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Due mostly to rising pork prices, China's consumer inflation increased in July to its highest level in two years, while sluggish consumer demand restrained overall price pressures. According to National Bureau of Statistics statistics released on Wednesday, the consumer price index increased 2.7% from a year ago during the last month while pig prices increased by 20.2%. Compared to the 2.5% climb in June, the CPI increase was less than the 2.9% consensus prediction in a Bloomberg survey of experts.

In contrast, as commodity prices declined, producer price inflation slowed to 4.2% in July from 6.1% in June. Consumer inflation in China has been relatively low this year compared to other major economies because severe Covid control measures and isolated outbreaks have limited consumer and business expenditure. In addition to these virus outbreaks, China's economic recovery has remained precarious, with manufacturing activity unexpectedly falling last month and continued declines in real estate sales.

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However, this year's CPI is predicted to increase due to rising hog prices and a stronger economic outlook, which might put the government's ability to provide additional stimulus to the test. However, the core CPI, which excludes the erratic prices of food and energy, is still weak in July at 0.8%, showing that there is not enough demand pressure in the economy to cause policymakers to be alarmed.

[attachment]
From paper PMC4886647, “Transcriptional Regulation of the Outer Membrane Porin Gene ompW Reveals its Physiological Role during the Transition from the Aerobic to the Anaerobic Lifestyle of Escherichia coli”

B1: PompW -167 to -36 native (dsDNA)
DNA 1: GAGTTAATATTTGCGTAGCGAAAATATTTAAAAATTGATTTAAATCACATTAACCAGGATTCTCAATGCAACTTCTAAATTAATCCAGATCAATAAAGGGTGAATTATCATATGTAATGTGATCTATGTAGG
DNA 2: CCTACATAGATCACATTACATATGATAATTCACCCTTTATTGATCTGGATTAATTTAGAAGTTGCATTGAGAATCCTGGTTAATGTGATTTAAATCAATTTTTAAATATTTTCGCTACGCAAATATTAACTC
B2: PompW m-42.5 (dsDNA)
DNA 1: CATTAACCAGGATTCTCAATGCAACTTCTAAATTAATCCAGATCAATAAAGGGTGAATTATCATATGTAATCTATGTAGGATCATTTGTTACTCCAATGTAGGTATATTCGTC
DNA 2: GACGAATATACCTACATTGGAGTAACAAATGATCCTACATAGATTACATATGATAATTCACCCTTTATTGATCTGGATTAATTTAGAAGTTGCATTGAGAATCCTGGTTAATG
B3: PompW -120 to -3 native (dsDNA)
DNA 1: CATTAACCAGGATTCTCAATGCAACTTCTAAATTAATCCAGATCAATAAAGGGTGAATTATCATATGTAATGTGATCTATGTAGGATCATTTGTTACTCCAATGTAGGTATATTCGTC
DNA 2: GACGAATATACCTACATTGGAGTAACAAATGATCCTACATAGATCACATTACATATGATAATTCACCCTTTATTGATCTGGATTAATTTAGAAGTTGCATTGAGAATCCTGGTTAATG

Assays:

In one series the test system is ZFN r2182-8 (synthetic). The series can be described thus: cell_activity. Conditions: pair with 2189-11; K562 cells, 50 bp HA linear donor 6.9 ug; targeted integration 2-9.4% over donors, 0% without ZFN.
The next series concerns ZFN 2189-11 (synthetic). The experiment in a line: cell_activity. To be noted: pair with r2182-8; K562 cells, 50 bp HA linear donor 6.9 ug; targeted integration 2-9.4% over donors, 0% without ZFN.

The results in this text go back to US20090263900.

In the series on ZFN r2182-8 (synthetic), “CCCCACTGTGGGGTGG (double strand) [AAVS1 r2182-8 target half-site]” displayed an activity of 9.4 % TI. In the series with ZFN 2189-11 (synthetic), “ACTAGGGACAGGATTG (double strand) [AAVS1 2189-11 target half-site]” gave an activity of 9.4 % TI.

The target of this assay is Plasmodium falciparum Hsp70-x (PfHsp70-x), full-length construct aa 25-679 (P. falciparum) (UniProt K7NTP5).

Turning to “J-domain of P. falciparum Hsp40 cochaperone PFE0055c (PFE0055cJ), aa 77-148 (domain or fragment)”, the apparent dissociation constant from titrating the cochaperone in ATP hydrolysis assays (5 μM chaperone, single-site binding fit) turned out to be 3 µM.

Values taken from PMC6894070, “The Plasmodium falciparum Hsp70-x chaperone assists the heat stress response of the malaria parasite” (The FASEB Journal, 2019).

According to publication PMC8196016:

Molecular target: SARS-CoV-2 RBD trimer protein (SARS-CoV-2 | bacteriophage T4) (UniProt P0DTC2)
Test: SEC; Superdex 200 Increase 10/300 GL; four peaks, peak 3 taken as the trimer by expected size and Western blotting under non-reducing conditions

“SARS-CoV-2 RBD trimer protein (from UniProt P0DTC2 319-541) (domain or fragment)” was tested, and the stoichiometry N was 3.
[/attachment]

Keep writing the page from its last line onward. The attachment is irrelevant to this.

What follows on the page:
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“Inflation will likely rise past 3% in the next two months, due to a low base and the lift from pork prices," said Bruce Pang, head of research and chief economist at Jones Lang LaSalle Inc. “But core inflation will likely stay benign as domestic demand remains weak. This won’t cause much restriction to the monetary policy."

Early trading on Wednesday saw a 0.3% decrease in China's leading CSI 300 Index, mirroring declines in larger Asian equity markets. Bond futures increased 0.2% as the yield on the 10-year government bond decreased by 1 basis point to 2.73%.

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According to the NBS in an accompanying statement, quoting senior statistician Dong Lijuan, the price increases of pork, fresh vegetables, and other items, as well as seasonal variables, were mostly responsible for the increase in inflation in July. With pig prices, a crucial component of China's CPI basket, marking the first year-over-year gain since September 2020, overall food prices rose 6.3% in July from a year earlier.

From a year earlier, sales of fresh fruits and vegetables increased by 16.9% and 12.9%, respectively. Prior to the release of the CPI, analysts at China International Capital Corp warned that consumer inflation would exceed the government's earlier announced objective of approximately 3%. However, the analysts predicted that for the sake of a stronger economy, policymakers would likely put up with greater inflation. The Chinese government has previously expressed its willingness to allow the CPI to gradually rise.

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“If we can keep the unemployment rate below 5.5% and the CPI rise stays under 3.5% for the whole year, we can live with a growth rate that is slightly higher or lower than the target, not too low of course," Premier Li Keqiang said at an event with business leaders hosted by the World Economic Forum last month.

(With agency inputs)

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